George: I think that it is perhaps in the nature of academic disciplines for people to be suspicious of appeals to experience – to what can’t be said, to things of the heart. Academics want to see facts and arguments, something you can deal with in language, and in which you can make historical comparisons and so on. So there has been a certain amount of resistance to taking on mysticism as an academic subject. But I think that has begun to change now, not least because so many people are interested in the subject.

Also, mysticism has clearly been a major cultural force. One of our keynote speakers this year, Bernard McGinn from the University of Chicago, is in the process of writing a comprehensive history of Christian mysticism, starting from the earliest centuries CE. His work has been very important in making the study of mysticism respectable again, because he has presented the material alongside a strong historical argument that shows that you cannot really think about Christian history without looking at the influence of the mystical tradition.

Professor Bernard McGinn in the chapel of Glasgow University delivering the opening keynote: ‘The Nothingness of God in Jewish and Christian Mysticism’. Photographer: Pol Hermann

Professor Bernard McGinn in the chapel of Glasgow University delivering the opening keynote: ‘The Nothingness of God in Jewish and Christian Mysticism’. Photographer: Pol Hermann

Jane: The first six conferences of The Mystical Theology Network basically stayed within the realm of the Christian tradition. But this year you have made a decision to include other traditions and to tackle head-on the current academic backlash against ‘comparativism’.

George: There are of course many people in this field who think that comparing the different traditions is a fraught project. They maintain that there is no such thing as ‘religion’ in a general sense; that it is just a construct reflecting Western, specifically Christian, colonialist attitudes. This is because when western Christian colonialists went to India or Africa or America and encountered certain phenomena, they interpreted them as religions when they were nothing of the sort. So this point of view regards the things we call ‘religions’ as being all quite disparate.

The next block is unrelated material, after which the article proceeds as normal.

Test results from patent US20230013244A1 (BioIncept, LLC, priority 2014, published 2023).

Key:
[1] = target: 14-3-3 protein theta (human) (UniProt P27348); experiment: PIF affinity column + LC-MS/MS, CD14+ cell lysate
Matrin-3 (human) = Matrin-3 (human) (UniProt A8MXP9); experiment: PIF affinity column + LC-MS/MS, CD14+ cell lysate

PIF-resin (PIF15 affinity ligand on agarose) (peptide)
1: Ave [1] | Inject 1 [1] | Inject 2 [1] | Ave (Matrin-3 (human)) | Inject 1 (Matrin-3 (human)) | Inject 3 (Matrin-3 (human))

I think that there is a grain of truth in this. But my own view is that one can overdo its importance. When you look at the Christian, Jewish and Islamic traditions, it is quite clear that they have a great deal in common in terms of their sources – not only their biblical sources, but also the heritage of Greek philosophy, Plato and Aristotle, the Stoics, etc. These are common influences that are reflected in each of the traditions.

And I think that the same holds if one looks further afield; some philosophers would say that many of our metaphysical assumptions are actually hard-wired into the structure of our language. So for those of us who speak Indo-European languages there are commonalities of structure that would extend to the religions of India, for instance.

Jane: But I can see that there might be problems in extending that argument to other languages, such as Chinese – or even to Arabic, which has a very different linguistic structure. One of the conversations I had during the conference was with a Japanese scholar who is a specialist in Islamic thought, but is now starting to look at the forms of her native spirituality. She feels that the very notion of ‘mysticism’ may itself be a Western construct because in Zen and Taoism, they don’t have the same distinction between the esoteric and exoteric tradition that we have within Christianity or Islam.

George: Well, I would have to defer to someone who knows more about the far eastern traditions than me. But from the texts that I know from Zen literature in China and Japan, it is clear to me that they do have concerns about the nature of reality; about some kind of immediate experience of living reality; about learning to disentangle ourselves from the habits of everyday perceptions, and from everyday assumptions about knowledge. There are obviously differences with the western traditions, but those differences don’t exclude common concerns.